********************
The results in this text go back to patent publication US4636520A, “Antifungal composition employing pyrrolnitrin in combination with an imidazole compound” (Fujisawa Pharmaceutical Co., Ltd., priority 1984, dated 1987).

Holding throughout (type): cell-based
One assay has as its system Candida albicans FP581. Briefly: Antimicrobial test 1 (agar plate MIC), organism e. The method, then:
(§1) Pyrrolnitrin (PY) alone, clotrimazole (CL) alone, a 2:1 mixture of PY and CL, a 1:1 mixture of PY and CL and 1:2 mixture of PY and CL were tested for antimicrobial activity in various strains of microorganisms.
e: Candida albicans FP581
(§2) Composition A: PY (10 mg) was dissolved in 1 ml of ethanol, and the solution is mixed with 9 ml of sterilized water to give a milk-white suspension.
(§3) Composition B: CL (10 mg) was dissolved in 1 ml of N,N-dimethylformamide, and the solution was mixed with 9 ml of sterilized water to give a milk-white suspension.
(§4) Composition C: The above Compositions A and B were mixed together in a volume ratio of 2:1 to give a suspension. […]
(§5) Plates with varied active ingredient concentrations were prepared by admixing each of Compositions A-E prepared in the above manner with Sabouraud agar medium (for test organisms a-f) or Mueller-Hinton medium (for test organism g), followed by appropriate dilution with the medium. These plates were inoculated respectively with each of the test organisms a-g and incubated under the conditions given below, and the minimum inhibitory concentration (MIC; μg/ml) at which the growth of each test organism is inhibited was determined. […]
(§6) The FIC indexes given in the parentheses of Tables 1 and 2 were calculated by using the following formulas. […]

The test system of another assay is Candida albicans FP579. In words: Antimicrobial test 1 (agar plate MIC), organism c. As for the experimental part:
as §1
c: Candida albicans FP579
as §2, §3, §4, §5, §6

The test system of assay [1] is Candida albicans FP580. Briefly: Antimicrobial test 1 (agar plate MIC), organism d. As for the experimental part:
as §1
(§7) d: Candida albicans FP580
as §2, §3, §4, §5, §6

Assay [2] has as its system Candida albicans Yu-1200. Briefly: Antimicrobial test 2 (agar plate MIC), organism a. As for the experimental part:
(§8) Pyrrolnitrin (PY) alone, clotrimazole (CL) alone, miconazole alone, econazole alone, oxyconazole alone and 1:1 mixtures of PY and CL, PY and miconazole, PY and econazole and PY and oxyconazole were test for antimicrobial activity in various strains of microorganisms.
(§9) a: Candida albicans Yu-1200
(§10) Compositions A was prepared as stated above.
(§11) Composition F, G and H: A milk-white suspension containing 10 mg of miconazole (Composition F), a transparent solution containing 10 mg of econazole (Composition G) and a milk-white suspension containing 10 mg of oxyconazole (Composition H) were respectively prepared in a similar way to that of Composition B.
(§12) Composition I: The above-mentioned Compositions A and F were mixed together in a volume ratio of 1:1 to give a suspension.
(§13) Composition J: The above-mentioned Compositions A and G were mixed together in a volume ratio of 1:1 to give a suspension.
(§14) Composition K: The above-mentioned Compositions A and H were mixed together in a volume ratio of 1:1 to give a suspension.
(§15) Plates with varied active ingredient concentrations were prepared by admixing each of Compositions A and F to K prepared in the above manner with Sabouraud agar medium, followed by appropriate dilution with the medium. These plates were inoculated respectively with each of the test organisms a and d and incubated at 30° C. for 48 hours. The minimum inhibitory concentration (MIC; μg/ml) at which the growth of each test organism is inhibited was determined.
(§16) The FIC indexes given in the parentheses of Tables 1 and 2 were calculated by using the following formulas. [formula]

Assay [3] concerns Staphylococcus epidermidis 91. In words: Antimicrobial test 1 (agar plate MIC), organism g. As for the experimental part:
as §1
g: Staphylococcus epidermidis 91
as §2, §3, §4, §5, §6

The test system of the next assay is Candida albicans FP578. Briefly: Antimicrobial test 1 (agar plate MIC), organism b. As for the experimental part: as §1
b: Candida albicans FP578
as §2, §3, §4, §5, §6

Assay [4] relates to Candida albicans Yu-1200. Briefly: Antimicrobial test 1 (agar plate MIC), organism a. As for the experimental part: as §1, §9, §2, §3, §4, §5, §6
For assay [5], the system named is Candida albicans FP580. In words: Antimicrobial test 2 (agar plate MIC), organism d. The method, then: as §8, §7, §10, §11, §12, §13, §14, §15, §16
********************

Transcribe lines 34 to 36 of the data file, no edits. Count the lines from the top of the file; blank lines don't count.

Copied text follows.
b: Candida albicans FP578
as §2, §3, §4, §5, §6

Assay [4] relates to Candida albicans Yu-1200. Briefly: Antimicrobial test 1 (agar plate MIC), organism a. As for the experimental part: as §1, §9, §2, §3, §4, §5, §6